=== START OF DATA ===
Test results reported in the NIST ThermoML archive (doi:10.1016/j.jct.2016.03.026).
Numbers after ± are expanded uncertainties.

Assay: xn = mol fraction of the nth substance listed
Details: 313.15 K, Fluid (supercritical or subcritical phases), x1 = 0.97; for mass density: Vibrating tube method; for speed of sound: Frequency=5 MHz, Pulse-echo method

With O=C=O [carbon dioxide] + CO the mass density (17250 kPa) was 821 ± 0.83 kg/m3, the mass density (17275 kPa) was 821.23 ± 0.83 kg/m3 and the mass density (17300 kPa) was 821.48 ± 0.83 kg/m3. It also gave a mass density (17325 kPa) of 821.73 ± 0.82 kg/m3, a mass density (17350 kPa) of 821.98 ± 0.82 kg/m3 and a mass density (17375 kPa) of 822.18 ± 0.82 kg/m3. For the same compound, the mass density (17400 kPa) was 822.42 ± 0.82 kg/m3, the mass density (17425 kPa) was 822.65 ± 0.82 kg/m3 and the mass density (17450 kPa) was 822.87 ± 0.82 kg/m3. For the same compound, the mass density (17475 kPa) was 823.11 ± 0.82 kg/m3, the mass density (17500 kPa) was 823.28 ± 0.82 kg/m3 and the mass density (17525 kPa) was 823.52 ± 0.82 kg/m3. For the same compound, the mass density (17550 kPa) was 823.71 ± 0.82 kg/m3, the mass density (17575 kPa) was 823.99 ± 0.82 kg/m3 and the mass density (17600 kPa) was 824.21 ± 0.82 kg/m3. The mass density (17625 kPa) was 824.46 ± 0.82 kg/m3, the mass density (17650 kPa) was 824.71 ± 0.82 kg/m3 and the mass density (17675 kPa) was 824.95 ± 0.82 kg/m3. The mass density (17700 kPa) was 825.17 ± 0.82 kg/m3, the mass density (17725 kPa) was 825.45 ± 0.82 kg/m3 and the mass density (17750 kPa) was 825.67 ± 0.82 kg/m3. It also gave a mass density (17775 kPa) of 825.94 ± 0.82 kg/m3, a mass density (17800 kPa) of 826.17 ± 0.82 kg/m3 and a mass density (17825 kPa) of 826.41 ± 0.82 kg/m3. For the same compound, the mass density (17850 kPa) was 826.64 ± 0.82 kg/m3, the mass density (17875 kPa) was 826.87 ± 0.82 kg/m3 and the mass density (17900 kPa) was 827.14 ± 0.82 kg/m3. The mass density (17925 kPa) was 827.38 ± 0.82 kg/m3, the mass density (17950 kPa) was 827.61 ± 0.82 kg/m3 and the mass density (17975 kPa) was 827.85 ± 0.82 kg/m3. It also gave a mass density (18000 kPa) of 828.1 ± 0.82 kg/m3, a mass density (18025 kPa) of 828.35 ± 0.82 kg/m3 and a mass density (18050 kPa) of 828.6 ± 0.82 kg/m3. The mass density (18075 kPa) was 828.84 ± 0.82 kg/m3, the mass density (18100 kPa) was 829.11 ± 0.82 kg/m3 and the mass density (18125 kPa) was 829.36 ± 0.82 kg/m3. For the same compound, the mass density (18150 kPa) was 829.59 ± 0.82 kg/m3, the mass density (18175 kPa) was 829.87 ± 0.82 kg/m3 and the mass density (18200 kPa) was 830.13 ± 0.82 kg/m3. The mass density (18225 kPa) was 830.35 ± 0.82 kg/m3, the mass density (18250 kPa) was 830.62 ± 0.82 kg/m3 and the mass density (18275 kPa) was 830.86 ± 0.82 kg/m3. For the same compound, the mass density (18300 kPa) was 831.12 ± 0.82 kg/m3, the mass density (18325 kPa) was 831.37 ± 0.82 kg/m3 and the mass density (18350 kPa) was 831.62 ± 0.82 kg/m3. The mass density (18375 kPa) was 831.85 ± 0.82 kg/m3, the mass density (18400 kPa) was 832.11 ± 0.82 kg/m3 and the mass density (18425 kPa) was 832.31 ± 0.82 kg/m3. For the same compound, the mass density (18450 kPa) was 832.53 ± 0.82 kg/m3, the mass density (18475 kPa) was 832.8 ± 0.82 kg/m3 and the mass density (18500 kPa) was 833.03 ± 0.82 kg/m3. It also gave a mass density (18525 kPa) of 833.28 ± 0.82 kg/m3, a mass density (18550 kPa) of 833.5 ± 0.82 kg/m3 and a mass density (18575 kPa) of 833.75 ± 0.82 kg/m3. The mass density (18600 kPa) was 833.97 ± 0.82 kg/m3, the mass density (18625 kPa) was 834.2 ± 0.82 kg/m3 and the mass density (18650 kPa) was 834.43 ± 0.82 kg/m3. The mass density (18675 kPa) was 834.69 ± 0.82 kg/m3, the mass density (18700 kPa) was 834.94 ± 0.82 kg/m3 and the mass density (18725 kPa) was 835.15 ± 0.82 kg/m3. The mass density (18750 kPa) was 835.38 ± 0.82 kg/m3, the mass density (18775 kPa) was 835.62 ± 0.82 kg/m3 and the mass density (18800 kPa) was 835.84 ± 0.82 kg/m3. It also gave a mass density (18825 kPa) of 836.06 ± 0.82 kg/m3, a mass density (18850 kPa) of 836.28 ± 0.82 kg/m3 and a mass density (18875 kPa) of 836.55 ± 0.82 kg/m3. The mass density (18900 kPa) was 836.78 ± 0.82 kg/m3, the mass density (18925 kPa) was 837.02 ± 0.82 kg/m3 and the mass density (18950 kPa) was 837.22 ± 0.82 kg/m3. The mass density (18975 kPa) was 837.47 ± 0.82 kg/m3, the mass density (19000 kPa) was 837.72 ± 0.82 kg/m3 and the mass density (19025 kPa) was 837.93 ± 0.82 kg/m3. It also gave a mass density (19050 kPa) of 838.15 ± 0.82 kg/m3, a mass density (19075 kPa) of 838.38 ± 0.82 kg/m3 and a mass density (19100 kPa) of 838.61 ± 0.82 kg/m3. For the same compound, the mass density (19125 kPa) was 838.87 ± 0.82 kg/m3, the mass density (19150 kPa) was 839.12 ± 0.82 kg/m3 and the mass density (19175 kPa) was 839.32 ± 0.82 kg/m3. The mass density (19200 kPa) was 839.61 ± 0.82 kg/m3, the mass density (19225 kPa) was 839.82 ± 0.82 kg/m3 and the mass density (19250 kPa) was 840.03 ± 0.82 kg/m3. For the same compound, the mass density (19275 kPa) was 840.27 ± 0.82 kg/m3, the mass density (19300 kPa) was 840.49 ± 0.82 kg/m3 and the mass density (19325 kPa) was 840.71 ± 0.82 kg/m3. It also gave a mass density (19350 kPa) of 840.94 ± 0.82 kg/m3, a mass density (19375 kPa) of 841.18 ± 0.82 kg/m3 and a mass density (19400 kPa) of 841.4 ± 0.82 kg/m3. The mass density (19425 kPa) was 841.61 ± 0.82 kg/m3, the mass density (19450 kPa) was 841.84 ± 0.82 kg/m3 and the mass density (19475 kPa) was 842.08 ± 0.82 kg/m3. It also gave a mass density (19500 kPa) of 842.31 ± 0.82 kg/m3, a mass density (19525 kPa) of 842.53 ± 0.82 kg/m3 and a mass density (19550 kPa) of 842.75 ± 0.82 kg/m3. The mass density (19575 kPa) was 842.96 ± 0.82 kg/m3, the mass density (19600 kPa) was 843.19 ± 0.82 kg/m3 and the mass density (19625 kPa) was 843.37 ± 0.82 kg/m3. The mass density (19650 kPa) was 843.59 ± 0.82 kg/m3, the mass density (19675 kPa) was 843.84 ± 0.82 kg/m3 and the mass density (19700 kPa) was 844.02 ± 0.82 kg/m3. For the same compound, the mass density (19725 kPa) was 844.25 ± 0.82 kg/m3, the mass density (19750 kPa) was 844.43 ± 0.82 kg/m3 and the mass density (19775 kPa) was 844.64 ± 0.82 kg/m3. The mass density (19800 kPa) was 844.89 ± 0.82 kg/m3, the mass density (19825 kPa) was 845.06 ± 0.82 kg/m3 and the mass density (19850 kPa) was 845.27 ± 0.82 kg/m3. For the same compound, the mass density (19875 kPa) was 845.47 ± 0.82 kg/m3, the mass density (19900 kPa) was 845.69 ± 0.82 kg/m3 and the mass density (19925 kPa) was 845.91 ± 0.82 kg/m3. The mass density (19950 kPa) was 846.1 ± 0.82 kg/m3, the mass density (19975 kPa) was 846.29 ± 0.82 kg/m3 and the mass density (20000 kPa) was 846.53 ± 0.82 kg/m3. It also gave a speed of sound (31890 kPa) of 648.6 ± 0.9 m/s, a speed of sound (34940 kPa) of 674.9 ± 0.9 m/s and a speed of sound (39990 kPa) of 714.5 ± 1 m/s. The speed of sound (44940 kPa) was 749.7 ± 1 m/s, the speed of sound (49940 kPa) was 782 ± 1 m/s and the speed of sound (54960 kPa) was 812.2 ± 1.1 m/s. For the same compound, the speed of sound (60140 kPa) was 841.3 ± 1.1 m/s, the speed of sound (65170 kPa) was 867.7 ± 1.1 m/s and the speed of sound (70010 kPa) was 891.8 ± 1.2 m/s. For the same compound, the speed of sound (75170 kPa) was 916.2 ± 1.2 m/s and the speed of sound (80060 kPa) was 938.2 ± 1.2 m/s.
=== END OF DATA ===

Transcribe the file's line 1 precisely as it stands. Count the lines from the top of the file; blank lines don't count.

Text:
Test results reported in the NIST ThermoML archive (doi:10.1016/j.jct.2016.03.026).